CHARLOTTE, N.C. -- Thursday was the darkest day of the year both literally and, for many, mentally.

It was the 2017 winter solstice, which is known to trigger or worsen seasonal depression in millions of Americans.

“People experience a sense of sadness that's overwhelming,” one doctor explained. “It's not just, 'I wish the winter would go away I can't wait for spring,' sometimes it's so impactful that people can't get out of bed.”

“It could lead to suicidal thoughts during these kinds of episodes which is why you do not want to ignore this type of depression.”

It's called seasonal affective disorder, or SAD, a type of depression that usually comes on during the winter and vanishes by spring.

You might know it as the "winter blues." Experts say it has to do with the reduction of sunlight.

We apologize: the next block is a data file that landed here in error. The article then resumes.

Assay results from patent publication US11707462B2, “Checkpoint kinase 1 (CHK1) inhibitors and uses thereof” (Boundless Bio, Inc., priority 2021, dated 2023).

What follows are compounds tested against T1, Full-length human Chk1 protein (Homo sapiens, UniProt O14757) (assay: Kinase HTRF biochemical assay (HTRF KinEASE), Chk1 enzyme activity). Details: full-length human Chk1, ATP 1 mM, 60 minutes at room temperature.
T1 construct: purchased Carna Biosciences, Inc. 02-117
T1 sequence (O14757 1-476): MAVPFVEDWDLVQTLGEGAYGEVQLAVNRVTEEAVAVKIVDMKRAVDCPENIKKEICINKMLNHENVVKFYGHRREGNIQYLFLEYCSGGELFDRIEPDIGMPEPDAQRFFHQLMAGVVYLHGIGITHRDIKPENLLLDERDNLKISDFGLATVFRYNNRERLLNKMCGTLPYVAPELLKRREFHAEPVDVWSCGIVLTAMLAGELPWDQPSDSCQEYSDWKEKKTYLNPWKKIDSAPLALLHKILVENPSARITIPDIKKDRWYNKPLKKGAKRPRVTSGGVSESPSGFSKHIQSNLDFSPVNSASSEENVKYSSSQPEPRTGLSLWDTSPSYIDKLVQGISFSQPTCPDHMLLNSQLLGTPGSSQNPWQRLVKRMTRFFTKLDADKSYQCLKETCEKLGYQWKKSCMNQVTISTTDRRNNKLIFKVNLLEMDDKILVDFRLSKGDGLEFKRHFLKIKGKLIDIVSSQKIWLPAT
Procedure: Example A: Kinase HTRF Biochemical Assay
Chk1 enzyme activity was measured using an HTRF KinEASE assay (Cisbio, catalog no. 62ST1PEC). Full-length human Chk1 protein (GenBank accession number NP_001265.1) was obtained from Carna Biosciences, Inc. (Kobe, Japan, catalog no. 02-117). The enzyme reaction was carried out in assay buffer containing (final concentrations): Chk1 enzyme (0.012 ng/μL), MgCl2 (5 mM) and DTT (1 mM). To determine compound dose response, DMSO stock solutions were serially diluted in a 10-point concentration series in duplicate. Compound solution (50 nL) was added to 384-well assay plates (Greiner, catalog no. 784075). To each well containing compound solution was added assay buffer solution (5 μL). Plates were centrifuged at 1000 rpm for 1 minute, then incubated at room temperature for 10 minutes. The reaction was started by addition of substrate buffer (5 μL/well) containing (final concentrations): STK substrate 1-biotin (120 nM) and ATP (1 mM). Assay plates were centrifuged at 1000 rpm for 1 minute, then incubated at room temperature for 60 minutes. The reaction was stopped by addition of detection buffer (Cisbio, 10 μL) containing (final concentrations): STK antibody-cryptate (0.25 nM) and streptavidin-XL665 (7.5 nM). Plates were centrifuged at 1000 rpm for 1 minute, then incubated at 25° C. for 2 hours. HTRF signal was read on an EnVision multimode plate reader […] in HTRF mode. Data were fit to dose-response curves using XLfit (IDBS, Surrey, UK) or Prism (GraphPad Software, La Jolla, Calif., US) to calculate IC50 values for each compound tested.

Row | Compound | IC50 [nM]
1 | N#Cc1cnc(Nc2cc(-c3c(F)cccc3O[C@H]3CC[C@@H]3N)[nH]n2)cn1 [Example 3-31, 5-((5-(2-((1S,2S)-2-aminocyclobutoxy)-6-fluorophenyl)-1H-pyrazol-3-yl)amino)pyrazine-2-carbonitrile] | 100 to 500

Now, medical research suggests tricking our bodies could be the solution.

“A lot of people don't even know that they can make changes in the way they feel with light," said Carol Calvert, a light therapy expert based in Charlotte.

“You want to be in light more than not," she said.

You can buy light therapy lamps online, Calvert even invented her own. The idea is that the bulbs make your body think you're standing out in the sunshine.

And you don't need to drop a fortune. You can pick up the so-called "daylight" bulbs for a few dollars.

“Big box stores will not tell you that this is a wellness bulb but it is,” Calvert said. “This bulb will change the way you feel about life, period.”

She suggests installing daylight bulbs around your house and making it a point to go outside.

“Everyone, get out and spend time in the sun,” she said.

To learn more about seasonal affective disorder, including symptoms, click here.